U.S. Supreme Court hears state judicial campaign financing case

U.S. Supreme Court building. (Photo credit: http://www.adamgroffman.com)

The US Supreme Court heard arguments today in a case that could have broad implications for judicial candidates. Nell Abram reports from Tampa.

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The case is Williams-Yulee v. the Florida Bar, and it tackles the issue of who can solicit funds for judicial campaigns, and how they can do it.

Former Chief Justice of the Alabama Supreme Court Sue Bell Cobb says judges fundraising for their own judicial campaigns can be problematic because “the ones that are the most interested in giving are lawyers and litigants who have cases in front of the court.” Speaking from her personal experience running and fundraising in contested elections, Cobb says “a judge asking for the money – whether it’s in writing or face to face – that it certainly is more coercive and damages the independence and impartiality of the courts. I have no doubt about that whatsoever.“

In the case currently before the Supreme Court, a Tampa, Florida lawyer seeking a seat on the bench sent a bulk mail appeal asking for donations. The mailer didn’t raise a dime, but it did raise questions about whether an impersonal mailer constitutes a direct appeal for funds. The Florida Bar ruled that it did, fined Williams-Yulee and publicly reprimanded her. The then-candidate appealed the ruling claiming her First Amendment rights to free speech were violated.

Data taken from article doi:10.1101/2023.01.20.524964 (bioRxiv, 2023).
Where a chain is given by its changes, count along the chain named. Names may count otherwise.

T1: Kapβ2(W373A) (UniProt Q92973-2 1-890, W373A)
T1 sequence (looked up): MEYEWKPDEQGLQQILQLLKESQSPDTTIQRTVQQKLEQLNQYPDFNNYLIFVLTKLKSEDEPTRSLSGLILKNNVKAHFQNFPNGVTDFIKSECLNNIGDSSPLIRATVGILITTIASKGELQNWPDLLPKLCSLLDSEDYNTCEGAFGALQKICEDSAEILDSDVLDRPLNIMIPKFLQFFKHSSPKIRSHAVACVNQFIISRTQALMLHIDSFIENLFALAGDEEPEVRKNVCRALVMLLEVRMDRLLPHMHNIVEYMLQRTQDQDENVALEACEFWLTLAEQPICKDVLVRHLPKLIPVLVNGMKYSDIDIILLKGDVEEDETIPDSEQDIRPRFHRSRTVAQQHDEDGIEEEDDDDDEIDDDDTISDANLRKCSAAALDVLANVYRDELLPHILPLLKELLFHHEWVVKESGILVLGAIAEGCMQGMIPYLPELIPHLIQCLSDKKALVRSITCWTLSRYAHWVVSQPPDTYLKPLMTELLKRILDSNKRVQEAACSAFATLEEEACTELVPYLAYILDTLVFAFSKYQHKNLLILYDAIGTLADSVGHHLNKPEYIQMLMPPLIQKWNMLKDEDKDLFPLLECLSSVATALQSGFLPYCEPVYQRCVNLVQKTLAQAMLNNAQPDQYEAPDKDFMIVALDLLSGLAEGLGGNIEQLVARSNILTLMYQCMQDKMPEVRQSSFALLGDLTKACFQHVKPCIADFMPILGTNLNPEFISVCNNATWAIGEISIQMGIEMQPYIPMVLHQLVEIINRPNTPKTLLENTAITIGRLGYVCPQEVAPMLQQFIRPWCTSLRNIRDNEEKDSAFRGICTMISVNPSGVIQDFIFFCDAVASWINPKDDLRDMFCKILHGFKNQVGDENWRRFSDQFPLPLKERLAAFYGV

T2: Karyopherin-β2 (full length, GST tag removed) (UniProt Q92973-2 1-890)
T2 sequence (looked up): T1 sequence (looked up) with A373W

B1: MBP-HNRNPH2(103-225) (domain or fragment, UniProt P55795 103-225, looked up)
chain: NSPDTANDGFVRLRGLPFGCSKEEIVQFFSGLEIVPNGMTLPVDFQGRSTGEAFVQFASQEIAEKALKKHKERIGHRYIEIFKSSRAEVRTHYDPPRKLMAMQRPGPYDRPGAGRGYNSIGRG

Thirty-nine states require voters to elect at least some judges and elections are expensive. In an attempt to preserve impartiality, or at least the perception of same, the financial heavy lifting is often done by special interest groups and political parties.

According to Matthew Menendez, Counsel in the Fair Courts Project at the Brennan Center for Justice, in most of those states judges are not allowed to directly ask for campaign contributions.  In more than 20 states, including Florida, the ban is very broad. The Florida Bar argues that a broad ban is necessary to protect the integrity of the court and to ensure due process for all who turn to the courts for justice. Menendez adds that “this is a particularly important case for the administration of justice in our country, and what the court decides to do is going to have a lot of ramifications for the entire justice system.

According to the Brennan Center and Justice at Stake, a nonpartisan organization that tracks money and politics in judicial elections, political parties, outside groups, and state Supreme Court candidates spent more than $9 million on TV ads alone in the 2014 elections.

The Court is expected to rule by the end of the session in June.  If Williams-Yulee prevails, it will join last year’s McCutcheon v. the FEC in easing restrictions on political candidates and campaign financing.

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